Unless we choose to repeal the First Amendment, it cannot be done any other way, and I don’t think we really want to go there. Do you?

Ben Rudnick is a Collegian columnist. He can be reached at brudnick@student.umass.edu.

Comments
3 Responses to “Can religion say that?”
  1. Ed says:

    There are three important points here.

    First as to “the widespread lack of understanding of the separation between government and religion enshrined in our Constitution” — THE FIRST AMENDMENT HAD NOTHING TO DO WITH SEPARATING CHURCH AND STATE AND EVERYTHING TO DO WITH SAYING THAT THE FEDERAL GOVERNMENT COULDN’T STIPULATE *WHICH* CHURCH WOULD BE THE OFFICIAL ONE IN EACH STATE!!!!!

    Remember that in 1787, each state was an independent country and each state had its own official religion — and the Constitution was a federation (hence “Federal” Government) of quasi-independent states. This changed in 1960 with the Civil War and then again in 1960 with the Great Society, but the origional intent was more along the lines of the European Union.

    Massachusetts (and Massachusetts-founded Connecticut) was Puritan — the Puritan (now Congregational, now UCC/UCCC/UCCCC) Church would remain the taxpayer-supported church until 1855. Virginia was “fallen” Anglican, in 1787 the “churches stood open” and were largely abandoned. Maryland was Catholic, Pennsylvania Quaker.

    Remember too that every President before Jackson came from either Massachusetts or Virginia. The fear was that powerful Massachusetts would impose its Puritan faith – John Adams was the son in law of a minister – or that Virginia would impose Thomas Jefferson’s agnostic beliefs. The deal was that the Federal Government wouldn’t impose anything on the states, who could have whatever religion they wanted — and they could impose it on their own citizens as they desired.

    Second, the whole issue of the Second Amendment applies here – if the states have the power to regulate guns because the 14th Amendment (of 1867) doesn’t extend the ban on the Federal power to the States, then the First Amendment also is equally limited. Which, of course, means that a *state* could outright ban abortion as the Roe case is a First Amendment case – a point many people miss….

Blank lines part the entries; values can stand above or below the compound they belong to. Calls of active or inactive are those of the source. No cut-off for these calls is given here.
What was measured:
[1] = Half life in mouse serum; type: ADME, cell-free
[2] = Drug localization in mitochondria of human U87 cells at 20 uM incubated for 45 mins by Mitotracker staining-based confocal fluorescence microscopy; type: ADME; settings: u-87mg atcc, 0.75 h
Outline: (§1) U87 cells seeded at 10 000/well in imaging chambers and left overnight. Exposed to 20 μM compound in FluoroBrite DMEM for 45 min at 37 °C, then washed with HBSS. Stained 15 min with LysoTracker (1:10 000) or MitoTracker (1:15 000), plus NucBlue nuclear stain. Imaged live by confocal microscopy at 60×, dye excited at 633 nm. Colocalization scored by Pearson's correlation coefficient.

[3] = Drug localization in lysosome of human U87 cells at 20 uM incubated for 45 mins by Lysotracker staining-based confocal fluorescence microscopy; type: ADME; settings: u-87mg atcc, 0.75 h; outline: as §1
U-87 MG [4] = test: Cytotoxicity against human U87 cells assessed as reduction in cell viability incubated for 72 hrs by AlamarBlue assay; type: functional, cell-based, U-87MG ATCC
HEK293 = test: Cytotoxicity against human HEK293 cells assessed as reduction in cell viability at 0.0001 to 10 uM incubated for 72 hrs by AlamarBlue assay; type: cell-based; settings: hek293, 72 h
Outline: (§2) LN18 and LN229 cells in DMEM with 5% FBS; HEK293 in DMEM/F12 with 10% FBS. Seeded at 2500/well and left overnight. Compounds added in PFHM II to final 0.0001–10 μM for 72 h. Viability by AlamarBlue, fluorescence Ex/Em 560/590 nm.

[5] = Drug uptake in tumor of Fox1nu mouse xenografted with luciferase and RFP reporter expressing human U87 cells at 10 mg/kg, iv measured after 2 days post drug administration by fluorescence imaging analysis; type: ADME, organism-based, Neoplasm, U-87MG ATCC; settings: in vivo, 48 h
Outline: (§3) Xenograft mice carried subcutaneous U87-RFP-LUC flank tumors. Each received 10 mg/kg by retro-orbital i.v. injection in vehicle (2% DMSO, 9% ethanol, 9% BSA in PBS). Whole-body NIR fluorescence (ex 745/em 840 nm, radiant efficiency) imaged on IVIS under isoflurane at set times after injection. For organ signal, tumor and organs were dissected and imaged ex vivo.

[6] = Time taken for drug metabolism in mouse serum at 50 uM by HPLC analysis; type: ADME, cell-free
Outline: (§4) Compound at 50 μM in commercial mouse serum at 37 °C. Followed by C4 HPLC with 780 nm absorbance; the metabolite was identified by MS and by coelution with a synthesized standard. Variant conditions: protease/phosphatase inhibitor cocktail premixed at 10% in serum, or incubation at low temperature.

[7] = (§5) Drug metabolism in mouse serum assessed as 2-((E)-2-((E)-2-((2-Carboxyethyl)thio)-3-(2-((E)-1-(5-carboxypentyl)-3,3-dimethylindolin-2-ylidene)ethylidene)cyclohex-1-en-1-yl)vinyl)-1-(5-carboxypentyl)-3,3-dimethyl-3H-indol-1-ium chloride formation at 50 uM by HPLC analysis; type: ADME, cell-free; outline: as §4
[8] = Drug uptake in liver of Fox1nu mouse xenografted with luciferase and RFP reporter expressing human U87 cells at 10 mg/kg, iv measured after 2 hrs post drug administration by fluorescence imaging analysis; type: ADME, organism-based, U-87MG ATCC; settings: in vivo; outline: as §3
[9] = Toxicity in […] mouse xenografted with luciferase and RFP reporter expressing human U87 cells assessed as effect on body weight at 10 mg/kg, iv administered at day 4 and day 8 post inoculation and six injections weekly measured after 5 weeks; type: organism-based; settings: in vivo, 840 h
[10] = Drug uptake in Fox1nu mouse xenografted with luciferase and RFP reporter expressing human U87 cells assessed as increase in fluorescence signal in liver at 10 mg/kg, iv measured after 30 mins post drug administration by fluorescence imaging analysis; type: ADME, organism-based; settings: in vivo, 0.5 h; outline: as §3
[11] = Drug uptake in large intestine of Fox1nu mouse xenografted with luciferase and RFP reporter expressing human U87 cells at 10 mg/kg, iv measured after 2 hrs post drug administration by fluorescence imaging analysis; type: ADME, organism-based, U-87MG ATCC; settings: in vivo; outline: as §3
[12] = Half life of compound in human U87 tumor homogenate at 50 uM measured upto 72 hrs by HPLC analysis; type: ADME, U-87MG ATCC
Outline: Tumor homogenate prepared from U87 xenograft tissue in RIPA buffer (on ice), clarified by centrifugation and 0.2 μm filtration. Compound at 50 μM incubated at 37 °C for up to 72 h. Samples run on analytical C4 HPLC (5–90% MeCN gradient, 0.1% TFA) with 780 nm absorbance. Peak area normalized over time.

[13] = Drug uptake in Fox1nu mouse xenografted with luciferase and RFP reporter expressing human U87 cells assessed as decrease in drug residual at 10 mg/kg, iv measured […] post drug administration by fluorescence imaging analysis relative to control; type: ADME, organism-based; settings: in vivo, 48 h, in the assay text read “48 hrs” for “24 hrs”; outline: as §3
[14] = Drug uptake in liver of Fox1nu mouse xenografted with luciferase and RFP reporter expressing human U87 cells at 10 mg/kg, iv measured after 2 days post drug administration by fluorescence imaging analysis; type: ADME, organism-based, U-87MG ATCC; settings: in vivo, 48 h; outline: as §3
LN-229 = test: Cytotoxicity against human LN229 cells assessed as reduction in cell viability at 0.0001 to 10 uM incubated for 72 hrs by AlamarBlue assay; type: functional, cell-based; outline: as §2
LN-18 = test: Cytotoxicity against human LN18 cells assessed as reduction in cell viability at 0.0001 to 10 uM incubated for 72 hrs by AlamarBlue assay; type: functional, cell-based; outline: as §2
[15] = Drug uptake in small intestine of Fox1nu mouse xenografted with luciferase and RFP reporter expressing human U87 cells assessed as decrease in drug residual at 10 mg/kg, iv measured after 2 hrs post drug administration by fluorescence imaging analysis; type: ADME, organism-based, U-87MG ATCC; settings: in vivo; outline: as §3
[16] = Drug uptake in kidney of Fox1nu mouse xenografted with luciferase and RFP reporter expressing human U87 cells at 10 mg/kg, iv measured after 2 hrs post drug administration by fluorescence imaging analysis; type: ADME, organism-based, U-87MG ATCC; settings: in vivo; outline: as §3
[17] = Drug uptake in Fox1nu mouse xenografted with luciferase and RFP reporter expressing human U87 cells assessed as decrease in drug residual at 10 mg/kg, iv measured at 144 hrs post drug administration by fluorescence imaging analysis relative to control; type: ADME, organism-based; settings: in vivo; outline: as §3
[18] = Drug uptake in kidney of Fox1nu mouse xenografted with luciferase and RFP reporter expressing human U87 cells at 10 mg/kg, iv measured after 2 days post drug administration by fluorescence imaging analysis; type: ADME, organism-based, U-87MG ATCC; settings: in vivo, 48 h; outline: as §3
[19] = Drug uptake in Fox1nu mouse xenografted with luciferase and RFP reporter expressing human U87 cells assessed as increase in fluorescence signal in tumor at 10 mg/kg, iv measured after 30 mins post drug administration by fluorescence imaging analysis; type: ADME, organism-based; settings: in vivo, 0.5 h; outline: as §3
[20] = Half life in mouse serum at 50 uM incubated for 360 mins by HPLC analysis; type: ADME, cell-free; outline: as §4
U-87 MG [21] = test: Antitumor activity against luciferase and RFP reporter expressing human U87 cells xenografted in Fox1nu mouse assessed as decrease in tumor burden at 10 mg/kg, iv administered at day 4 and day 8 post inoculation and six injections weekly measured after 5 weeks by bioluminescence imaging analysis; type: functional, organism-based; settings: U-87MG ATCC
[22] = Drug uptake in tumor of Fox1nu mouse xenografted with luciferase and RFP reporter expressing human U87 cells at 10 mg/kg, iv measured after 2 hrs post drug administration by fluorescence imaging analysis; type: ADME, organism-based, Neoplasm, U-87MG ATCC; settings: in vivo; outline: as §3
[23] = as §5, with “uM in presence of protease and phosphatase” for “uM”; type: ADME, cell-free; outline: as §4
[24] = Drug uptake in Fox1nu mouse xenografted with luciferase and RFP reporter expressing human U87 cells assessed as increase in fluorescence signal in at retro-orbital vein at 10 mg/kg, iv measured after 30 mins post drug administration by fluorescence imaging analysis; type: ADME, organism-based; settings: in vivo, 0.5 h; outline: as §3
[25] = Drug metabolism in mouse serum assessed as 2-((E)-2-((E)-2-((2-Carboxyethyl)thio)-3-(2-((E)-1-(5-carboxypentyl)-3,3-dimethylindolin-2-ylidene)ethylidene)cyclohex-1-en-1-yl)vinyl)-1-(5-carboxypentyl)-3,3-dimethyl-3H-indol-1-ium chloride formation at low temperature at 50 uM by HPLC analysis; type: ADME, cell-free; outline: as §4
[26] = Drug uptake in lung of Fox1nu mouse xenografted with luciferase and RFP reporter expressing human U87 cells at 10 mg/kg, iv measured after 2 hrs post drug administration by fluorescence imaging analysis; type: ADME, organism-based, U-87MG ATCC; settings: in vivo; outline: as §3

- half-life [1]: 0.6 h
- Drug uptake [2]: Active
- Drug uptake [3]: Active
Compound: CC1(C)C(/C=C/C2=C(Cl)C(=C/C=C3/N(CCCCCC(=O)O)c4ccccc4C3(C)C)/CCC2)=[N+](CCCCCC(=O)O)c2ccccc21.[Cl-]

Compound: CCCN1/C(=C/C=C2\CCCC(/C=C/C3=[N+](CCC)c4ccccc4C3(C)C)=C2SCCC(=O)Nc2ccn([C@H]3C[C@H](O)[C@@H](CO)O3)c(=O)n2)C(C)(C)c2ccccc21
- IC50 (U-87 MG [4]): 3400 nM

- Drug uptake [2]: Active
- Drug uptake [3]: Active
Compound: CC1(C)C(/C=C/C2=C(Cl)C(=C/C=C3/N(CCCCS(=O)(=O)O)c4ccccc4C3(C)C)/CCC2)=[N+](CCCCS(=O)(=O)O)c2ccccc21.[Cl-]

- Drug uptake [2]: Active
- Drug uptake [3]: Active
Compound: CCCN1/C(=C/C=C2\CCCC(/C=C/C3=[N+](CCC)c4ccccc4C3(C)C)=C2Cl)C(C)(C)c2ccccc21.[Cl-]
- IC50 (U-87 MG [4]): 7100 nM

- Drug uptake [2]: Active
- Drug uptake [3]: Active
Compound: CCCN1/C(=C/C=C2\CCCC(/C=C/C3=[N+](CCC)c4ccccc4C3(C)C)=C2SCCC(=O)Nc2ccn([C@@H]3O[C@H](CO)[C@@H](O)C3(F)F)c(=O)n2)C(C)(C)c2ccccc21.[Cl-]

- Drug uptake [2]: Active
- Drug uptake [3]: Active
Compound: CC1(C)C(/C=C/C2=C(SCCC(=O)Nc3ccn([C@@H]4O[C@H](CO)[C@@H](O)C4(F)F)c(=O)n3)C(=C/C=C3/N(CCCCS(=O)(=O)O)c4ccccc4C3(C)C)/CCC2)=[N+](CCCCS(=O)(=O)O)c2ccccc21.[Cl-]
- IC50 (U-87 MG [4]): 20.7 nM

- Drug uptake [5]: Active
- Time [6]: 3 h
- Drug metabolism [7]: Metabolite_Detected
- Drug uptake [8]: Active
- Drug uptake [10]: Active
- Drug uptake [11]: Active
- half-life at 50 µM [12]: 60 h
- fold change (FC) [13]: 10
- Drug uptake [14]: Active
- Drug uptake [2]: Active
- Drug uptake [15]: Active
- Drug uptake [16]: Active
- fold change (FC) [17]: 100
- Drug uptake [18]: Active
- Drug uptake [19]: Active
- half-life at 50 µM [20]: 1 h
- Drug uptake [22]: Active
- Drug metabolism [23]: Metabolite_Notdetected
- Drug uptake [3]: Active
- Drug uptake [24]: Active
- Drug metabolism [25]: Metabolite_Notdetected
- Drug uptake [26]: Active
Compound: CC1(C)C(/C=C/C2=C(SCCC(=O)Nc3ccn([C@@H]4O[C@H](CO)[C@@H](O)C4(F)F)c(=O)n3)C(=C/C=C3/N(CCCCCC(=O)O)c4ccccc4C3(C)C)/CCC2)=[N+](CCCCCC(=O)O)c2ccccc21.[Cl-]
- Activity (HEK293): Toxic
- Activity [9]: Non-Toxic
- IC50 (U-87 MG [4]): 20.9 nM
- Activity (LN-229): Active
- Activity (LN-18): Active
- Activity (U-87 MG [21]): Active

Third, and perhaps most important, this issue defines the distinction between the Catholic and Protestant faiths. The Catholics believe in a organized structure who authorizes the priest to define the religion while the Protestants consider the minister to be essentially a Town Manager – re-elected each year in an annual church meeting where the minister’s salary is also set. The flip side of this is that while the Catholics have confession where the priest can give forgiveness for sins, the Protestants do not and individuals have to address such issues individually with the Almighty.

    So the question I have – more than anything else – is if Congressman Kennedy believes in the authority of the Vatican to tell him what to believe – which he does if he considers him self Catholic (and not Protestant) – then what is the issue? If he wishes to make his own personal definitions on ethical/religious matters, then he is, by definition, a Protestant….

  2. ED II says:

    I want to be ED I. He is insightful. Lets make abortion illegitimate

  3. JJ says:

    Ed, thanks for the insightful response. I only have one response. You are grouping Protestants and basically saying that they are this or that. The reality there are so many different forms of protestants, some with barely any discernable differences from catholasism. Also I know very few protestant religions that actually elect their clergy. In every Christian faith the clergy is considered an interpreter more than anything. They interpret God’s message to “us”. This lends itself itself to moral leadership. The reality is people look to these people for guidence in this crazy mixed up world whether it is right or wrong. Joe Kennedy has made a conscious choice to be Catholic for what I assume is his entire adult life. I do not think the constitution is really in question here. Joe calls himself a catholic and has been one longer than a politician. The Church has rules. Some church leaders choose to ignore these rules for the sake of membership, some do not. Joe ran into one that did not.